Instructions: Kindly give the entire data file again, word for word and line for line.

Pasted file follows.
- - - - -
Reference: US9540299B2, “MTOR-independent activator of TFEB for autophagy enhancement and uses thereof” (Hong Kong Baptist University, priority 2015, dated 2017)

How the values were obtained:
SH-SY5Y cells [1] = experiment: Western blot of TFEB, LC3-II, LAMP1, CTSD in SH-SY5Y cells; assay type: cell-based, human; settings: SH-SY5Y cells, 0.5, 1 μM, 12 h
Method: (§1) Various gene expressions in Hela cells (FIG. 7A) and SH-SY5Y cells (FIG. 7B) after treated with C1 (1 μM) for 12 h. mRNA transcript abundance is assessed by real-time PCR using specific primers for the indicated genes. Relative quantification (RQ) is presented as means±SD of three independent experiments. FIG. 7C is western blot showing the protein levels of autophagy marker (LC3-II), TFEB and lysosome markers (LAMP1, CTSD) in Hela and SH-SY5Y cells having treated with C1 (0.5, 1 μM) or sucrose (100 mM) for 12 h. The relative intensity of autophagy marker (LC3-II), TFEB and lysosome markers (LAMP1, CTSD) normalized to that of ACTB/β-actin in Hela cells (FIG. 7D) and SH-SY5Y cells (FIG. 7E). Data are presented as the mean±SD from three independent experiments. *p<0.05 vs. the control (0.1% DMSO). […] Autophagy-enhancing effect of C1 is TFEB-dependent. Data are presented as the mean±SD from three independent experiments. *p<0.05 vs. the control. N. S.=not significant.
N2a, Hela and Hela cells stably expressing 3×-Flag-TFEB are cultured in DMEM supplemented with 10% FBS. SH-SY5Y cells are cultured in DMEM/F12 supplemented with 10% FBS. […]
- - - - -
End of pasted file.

Reference: US9540299B2, “MTOR-independent activator of TFEB for autophagy enhancement and uses thereof” (Hong Kong Baptist University, priority 2015, dated 2017)

How the values were obtained:
SH-SY5Y cells [1] = experiment: Western blot of TFEB, LC3-II, LAMP1, CTSD in SH-SY5Y cells; assay type: cell-based, human; settings: SH-SY5Y cells, 0.5, 1 μM, 12 h
Method: (§1) Various gene expressions in Hela cells (FIG. 7A) and SH-SY5Y cells (FIG. 7B) after treated with C1 (1 μM) for 12 h. mRNA transcript abundance is assessed by real-time PCR using specific primers for the indicated genes. Relative quantification (RQ) is presented as means±SD of three independent experiments. FIG. 7C is western blot showing the protein levels of autophagy marker (LC3-II), TFEB and lysosome markers (LAMP1, CTSD) in Hela and SH-SY5Y cells having treated with C1 (0.5, 1 μM) or sucrose (100 mM) for 12 h. The relative intensity of autophagy marker (LC3-II), TFEB and lysosome markers (LAMP1, CTSD) normalized to that of ACTB/β-actin in Hela cells (FIG. 7D) and SH-SY5Y cells (FIG. 7E). Data are presented as the mean±SD from three independent experiments. *p<0.05 vs. the control (0.1% DMSO). […] Autophagy-enhancing effect of C1 is TFEB-dependent. Data are presented as the mean±SD from three independent experiments. *p<0.05 vs. the control. N. S.=not significant.
N2a, Hela and Hela cells stably expressing 3×-Flag-TFEB are cultured in DMEM supplemented with 10% FBS. SH-SY5Y cells are cultured in DMEM/F12 supplemented with 10% FBS. […]